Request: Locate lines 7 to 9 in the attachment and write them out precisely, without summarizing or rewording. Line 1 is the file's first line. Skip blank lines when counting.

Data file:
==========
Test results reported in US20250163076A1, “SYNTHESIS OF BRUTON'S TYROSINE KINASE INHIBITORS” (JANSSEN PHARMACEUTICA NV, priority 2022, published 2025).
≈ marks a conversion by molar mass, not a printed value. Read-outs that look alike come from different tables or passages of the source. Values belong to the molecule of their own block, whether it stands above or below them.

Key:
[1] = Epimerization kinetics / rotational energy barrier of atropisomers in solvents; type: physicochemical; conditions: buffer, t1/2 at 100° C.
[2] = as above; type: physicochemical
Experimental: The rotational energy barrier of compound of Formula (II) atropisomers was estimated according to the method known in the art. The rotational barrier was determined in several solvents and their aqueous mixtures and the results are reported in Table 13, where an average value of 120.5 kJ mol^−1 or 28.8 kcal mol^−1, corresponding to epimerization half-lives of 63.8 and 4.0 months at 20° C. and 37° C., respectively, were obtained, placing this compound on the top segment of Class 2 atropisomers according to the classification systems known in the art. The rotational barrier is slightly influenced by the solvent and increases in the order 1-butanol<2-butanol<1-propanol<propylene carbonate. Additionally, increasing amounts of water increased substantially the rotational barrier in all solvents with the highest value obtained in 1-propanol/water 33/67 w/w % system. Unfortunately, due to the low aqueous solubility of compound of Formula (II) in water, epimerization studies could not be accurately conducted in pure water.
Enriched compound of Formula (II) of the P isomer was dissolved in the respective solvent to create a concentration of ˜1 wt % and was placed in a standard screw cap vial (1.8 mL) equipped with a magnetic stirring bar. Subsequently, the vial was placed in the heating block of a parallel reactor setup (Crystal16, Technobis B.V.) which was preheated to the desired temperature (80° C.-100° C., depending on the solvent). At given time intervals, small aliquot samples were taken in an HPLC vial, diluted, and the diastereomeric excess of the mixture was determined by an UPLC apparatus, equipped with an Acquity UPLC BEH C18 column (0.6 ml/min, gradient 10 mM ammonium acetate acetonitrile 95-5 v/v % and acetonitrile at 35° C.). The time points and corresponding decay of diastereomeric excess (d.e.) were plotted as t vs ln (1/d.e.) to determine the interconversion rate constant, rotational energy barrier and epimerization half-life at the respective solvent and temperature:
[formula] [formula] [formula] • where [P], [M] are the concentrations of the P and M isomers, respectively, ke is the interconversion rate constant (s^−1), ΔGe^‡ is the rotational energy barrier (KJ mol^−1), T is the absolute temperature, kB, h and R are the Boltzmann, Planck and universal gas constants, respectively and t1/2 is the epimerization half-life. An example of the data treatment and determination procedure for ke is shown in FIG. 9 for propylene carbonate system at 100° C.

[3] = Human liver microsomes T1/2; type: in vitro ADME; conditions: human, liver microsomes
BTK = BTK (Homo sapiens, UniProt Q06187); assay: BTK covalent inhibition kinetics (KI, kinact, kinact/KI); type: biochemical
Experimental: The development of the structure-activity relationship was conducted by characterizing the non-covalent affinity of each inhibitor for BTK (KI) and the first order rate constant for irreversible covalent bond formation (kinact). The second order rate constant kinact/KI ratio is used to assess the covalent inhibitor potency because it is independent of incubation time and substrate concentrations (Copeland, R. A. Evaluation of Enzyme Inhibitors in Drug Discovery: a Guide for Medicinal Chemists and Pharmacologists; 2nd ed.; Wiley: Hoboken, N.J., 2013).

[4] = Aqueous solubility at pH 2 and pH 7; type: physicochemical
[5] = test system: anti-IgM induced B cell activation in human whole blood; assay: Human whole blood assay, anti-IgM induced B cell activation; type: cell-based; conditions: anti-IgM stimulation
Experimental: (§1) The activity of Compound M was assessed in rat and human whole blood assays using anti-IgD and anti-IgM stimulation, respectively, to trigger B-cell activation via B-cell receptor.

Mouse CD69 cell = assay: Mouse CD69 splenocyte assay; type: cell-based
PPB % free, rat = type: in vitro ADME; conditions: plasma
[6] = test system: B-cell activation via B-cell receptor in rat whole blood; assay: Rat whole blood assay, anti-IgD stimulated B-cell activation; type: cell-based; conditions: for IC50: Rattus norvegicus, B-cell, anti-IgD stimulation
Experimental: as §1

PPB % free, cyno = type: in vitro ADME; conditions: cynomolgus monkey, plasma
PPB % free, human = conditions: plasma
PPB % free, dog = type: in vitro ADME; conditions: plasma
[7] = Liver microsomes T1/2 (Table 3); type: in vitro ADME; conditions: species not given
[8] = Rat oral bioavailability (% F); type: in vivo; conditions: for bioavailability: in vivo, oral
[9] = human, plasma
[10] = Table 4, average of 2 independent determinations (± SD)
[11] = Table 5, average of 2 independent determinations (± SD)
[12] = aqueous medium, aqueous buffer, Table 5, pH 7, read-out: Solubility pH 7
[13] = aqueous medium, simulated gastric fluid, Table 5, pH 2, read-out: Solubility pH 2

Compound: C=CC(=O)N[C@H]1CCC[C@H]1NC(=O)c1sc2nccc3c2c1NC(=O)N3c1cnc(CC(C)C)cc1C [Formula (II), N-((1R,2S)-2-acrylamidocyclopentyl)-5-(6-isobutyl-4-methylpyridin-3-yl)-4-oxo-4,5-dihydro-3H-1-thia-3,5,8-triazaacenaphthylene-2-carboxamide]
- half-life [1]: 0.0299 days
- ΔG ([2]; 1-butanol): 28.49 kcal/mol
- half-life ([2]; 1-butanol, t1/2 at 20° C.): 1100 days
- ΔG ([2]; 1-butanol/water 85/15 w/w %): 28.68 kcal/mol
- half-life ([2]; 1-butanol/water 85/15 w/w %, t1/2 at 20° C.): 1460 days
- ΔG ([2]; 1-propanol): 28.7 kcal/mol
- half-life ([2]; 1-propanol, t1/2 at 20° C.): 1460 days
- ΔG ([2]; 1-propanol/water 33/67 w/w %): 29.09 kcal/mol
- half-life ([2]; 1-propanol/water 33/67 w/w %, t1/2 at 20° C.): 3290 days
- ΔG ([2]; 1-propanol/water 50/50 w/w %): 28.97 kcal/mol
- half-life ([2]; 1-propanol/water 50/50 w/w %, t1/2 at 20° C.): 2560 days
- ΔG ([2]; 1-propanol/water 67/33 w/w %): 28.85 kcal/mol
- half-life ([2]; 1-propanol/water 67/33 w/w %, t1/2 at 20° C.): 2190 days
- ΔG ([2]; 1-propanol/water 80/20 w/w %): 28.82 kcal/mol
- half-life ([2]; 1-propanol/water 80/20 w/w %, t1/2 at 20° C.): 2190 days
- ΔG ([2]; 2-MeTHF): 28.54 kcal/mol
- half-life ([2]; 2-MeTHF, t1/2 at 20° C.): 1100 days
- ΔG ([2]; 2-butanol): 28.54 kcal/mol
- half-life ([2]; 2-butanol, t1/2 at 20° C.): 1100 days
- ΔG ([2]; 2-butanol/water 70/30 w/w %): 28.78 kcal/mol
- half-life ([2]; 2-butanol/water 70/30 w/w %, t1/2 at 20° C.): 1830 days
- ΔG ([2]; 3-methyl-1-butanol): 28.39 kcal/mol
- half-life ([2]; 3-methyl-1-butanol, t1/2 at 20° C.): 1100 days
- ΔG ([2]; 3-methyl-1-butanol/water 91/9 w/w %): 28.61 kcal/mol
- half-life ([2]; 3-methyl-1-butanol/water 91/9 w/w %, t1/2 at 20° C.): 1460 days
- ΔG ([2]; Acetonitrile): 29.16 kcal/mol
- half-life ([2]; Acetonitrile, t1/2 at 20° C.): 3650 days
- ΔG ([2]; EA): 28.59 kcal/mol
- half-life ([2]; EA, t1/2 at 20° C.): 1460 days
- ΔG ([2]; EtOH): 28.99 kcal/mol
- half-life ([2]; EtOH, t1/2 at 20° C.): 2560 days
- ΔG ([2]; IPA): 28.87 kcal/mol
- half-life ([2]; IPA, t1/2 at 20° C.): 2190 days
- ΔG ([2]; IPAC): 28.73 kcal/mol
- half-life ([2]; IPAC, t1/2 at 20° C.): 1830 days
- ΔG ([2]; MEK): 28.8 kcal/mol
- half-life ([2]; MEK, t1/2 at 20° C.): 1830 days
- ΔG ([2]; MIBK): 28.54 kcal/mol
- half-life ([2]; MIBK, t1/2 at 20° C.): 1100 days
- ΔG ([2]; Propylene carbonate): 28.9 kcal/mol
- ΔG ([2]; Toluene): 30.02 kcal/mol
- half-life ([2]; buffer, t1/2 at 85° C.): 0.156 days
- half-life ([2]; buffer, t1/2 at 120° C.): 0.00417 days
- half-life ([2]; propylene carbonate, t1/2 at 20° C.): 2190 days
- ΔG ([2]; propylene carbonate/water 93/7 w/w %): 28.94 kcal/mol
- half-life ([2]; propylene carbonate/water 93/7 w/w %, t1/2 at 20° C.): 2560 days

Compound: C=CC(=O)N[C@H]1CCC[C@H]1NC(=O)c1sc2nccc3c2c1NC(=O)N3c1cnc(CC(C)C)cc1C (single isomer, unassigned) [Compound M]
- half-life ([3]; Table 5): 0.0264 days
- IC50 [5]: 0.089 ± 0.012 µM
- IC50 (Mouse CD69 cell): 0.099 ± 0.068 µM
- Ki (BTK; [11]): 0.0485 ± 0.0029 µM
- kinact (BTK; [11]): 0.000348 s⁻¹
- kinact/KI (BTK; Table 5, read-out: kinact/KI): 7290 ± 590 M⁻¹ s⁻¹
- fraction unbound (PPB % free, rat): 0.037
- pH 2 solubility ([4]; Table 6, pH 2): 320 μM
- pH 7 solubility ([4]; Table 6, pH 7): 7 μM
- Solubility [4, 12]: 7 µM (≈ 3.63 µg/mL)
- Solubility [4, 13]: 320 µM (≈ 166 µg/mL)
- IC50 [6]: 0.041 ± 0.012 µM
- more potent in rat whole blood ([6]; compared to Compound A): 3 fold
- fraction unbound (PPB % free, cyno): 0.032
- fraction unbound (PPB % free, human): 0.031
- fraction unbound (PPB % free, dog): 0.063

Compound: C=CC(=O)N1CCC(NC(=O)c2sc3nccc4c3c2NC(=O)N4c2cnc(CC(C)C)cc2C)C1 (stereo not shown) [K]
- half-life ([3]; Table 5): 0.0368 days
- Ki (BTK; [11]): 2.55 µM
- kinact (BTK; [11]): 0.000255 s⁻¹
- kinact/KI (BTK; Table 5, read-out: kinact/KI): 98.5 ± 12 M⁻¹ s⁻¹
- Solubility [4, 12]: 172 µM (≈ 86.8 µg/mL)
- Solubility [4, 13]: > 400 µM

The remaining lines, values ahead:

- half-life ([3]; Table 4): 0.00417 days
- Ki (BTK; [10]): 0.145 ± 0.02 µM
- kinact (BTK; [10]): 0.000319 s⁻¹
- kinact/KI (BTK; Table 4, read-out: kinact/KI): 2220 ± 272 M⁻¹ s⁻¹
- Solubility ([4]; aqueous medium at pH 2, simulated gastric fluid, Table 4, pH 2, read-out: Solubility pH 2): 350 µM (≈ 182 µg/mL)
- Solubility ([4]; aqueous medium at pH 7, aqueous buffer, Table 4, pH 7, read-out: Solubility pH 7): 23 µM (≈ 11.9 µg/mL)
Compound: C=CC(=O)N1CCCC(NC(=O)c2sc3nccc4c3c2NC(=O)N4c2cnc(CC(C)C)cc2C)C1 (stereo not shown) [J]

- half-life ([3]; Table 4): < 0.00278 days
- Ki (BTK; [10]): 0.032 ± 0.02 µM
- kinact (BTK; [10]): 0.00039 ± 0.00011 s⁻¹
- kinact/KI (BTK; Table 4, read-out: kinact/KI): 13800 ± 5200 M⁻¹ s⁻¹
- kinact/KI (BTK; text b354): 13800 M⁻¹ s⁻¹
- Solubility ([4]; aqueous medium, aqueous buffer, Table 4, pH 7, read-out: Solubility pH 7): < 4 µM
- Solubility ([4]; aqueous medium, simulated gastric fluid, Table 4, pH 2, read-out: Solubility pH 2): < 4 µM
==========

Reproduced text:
Enriched compound of Formula (II) of the P isomer was dissolved in the respective solvent to create a concentration of ˜1 wt % and was placed in a standard screw cap vial (1.8 mL) equipped with a magnetic stirring bar. Subsequently, the vial was placed in the heating block of a parallel reactor setup (Crystal16, Technobis B.V.) which was preheated to the desired temperature (80° C.-100° C., depending on the solvent). At given time intervals, small aliquot samples were taken in an HPLC vial, diluted, and the diastereomeric excess of the mixture was determined by an UPLC apparatus, equipped with an Acquity UPLC BEH C18 column (0.6 ml/min, gradient 10 mM ammonium acetate acetonitrile 95-5 v/v % and acetonitrile at 35° C.). The time points and corresponding decay of diastereomeric excess (d.e.) were plotted as t vs ln (1/d.e.) to determine the interconversion rate constant, rotational energy barrier and epimerization half-life at the respective solvent and temperature:
[formula] [formula] [formula] • where [P], [M] are the concentrations of the P and M isomers, respectively, ke is the interconversion rate constant (s^−1), ΔGe^‡ is the rotational energy barrier (KJ mol^−1), T is the absolute temperature, kB, h and R are the Boltzmann, Planck and universal gas constants, respectively and t1/2 is the epimerization half-life. An example of the data treatment and determination procedure for ke is shown in FIG. 9 for propylene carbonate system at 100° C.

[3] = Human liver microsomes T1/2; type: in vitro ADME; conditions: human, liver microsomes